We woke up at 1 o’clock and went to the Central Postal Station, where we met the Honorable President of the Philippine Republic issuing orders. All the prominent members of the government were also there: Gen. Ricarte, Col. San Miguel, [Teodoro] Sandico, and others.

About 3 o’clock, Gen. Ricarte and Col. San Miguel boarded a train for Sta. Ana; Moreno and I accompanied them. At 5 a.m. we reached the station at Caloocan and continued on foot to Maypajo. Before reaching it, Ricarte and San Miguel separated from our group and took the road to La Loma; Moreno and I proceeded to the trenches at Maypajo and reached them at 5:30 a.m. Here we learned of the impossibility of reaching Manila; Moreno has been appointed chief of the volunteers from Manila.

After a while some soldiers from detachments in Solis arrived informing us that they were leaving because they had no longer any cartridges. I left Moreno at 6 o’clock to be in Caloocan with the intention of establishing an emergency field hospital while waiting for the military health unit to take some action. A few steps away sounds of guns and cannons rent the air while shots whistled by, instilling in me the fear that the end was near. During intervals, I made my way and reached unscathed the municipal building where I intended to attend to the wounded. I had hardly gone upstairs when I saw a warship in the bay opposite the building. I left for the railroad station; but barely twenty meters away a grenade fell. I entered the station and saw a wounded man, but as I did not have anything with me to help him, and knowing the impossibility of requesting medicines from Malabon, I departed and took the train for Malolos.

When I arrived home, Choling[3] told me that I was a coward because I had abandoned the fighting. I explained to her that I had come to get bandages and medicines because there were none there. I went to the drug store and requested everything needed for first aid. When I inquired for the cost, the pharmacist refused to collect. At 1 in the afternoon of the 5th, after lunch, I returned to Caloocan bringing my surgery satchel. I found [Antonio] Luna, José, [Leon Ma.] Guerrero and [Anastacio] Francisco, Inspector General of Military Health.

At 4 p.m. a stretcher arrived bringing [José] Torres Bugallon, Major of the General Staff, with a broken right thigh; he was very pale, looking almost bloodless owing to profuse hemorrhage. He stretched his hand upon seeing me, relating at the same time how he had been wounded.

He said, “I was leading the troops when I felt I was wounded, but continued marching about fifty meters farther; then I fell. I felt I was being dragged and then I lapsed into unconsciousness. I did not know anything more until I found myself here today. Bitter and endless fighting continued on both sides.” I asked him to stop talking and he kept silent.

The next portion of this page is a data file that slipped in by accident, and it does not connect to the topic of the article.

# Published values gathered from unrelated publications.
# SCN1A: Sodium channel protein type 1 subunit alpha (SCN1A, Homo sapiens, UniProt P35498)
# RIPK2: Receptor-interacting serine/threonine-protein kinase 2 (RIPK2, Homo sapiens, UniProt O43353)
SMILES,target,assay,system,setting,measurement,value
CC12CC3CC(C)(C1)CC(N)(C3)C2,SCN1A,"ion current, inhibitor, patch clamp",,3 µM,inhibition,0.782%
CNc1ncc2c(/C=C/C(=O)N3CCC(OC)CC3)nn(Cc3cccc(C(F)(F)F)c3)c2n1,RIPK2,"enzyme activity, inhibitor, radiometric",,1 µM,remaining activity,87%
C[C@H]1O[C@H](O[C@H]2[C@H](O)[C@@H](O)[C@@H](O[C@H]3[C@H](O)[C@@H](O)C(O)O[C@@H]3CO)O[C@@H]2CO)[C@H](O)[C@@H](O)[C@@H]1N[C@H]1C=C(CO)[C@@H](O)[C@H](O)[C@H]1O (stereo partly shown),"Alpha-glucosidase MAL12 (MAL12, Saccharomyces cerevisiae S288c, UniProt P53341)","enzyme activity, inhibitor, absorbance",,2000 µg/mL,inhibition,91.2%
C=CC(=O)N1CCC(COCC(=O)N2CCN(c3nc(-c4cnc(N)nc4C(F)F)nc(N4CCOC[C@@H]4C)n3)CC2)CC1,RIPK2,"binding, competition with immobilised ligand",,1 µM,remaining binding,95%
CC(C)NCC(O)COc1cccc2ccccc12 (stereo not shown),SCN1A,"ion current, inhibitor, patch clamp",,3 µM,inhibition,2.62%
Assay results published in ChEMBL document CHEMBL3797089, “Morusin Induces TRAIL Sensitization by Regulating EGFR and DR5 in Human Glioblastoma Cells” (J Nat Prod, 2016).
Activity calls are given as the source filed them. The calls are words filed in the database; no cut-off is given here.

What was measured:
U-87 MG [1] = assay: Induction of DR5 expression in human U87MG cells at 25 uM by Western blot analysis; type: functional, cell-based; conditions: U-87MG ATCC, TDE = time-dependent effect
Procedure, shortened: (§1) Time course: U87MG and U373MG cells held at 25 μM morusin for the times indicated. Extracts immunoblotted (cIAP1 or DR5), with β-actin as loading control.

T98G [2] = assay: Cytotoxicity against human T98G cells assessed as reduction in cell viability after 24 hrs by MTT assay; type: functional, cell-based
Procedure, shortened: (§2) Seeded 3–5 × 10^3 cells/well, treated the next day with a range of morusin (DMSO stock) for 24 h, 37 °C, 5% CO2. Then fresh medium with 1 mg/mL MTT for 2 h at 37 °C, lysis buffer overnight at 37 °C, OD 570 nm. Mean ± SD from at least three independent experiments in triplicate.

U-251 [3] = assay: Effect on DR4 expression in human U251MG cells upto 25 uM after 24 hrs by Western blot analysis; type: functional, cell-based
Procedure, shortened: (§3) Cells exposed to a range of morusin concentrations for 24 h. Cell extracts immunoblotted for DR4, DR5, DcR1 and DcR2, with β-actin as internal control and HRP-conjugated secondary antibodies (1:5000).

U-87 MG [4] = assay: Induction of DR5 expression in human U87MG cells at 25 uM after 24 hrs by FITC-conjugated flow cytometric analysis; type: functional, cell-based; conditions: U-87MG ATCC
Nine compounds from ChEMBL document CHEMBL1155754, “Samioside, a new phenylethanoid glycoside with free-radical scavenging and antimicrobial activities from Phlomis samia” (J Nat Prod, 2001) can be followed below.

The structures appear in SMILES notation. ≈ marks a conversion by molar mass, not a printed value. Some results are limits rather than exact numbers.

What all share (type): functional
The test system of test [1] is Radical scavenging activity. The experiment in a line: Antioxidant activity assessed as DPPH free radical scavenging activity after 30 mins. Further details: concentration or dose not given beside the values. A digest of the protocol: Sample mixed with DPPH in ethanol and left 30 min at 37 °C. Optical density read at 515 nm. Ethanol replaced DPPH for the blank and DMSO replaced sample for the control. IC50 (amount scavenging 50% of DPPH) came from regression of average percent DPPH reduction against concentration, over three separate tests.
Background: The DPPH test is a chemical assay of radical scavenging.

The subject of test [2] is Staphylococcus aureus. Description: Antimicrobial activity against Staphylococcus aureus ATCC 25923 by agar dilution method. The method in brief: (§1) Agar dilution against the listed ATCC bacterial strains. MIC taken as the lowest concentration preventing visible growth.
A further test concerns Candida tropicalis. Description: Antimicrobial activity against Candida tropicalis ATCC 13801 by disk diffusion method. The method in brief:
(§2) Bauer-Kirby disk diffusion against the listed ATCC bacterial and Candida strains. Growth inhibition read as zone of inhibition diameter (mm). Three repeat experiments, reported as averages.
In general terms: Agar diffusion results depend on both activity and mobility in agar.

Luna and I applied first aid to him then he was transferred to the Lolomboy Hospital at Bocaue. He died, however, on the way. The body was taken to Malolos, where it was buried. I was left in Bocaue, where I intended to establish a hospital; but with the presence of De Jesus and Cordero of the medical corps, I proceeded to Meycauayan, where I spent the night. On the following day, I stayed in the Polo station to attend to the wounded. On the third day, seeing that the medical staff of the military unit had taken complete control of the situation, I returned to Malolos.

[1] Manuscript carries year of 1900.

[2]Jacob Gould Schurman.

[3]Consuelo de Santos, youngest daughter of Marcelino de Santos; Barcelona married her on July 6, 1901.

Miércoles 1 de Junio 1898

Han cesado el viento y la lluvia pero queda el cielo nublado. Desde el mediodía hasta la noche se oye grande estruendo de cañonazos y descargas cerradas en el Zapote. Son de nuestras tropas que refuerzan la línea mientras se está librando otro combate en el interior de la provincia (…). Nuestra artillería compuesta de 372 soldados no ha tenido en toda la tarde una sola baja, gracias a Dios. La de los insurrectos y tropas del interior son desconocidos.

The wind and the rain have ceased, but the sky remains cloudy. From noon till night, one hears the loud roar of cannons and rapid firing in Zapote. They are from our troops reinforcing the line while fighting is going on in the interior of the province. Here it is said, but God knows if it is true, Mariano Trias, Ricarte, and Riego de Dios behave honorably in their respective zones of San Francisco del Monte, Imus, and Santa Cruz. The commander of Santa Ana, Pio del Pilar has also gone to Zapote. Our artillery composed of 372 soldiers, has not suffered all afternoon a single casualty, thank God. Those of the insurgents and troops in the interior are unaccounted for.

Thursday, May 26, 1898

The respective commanders of Imus, Santa Cruz, and San Francisco de Malabon, Ricarte, Riego de Dios, and Mariano Trias, continue firm in their defense of Spain. Only in Bacoor are there sufficient men ready to swear for Aguinaldo. Frs. Clos and Algue have spoken to two of them, urging them to desist from their evil intention, and to surrender to the government 200 or 300 rifles they took from the arsenal when our troops abandoned it and which they keep hiding. In the end they promised to do so.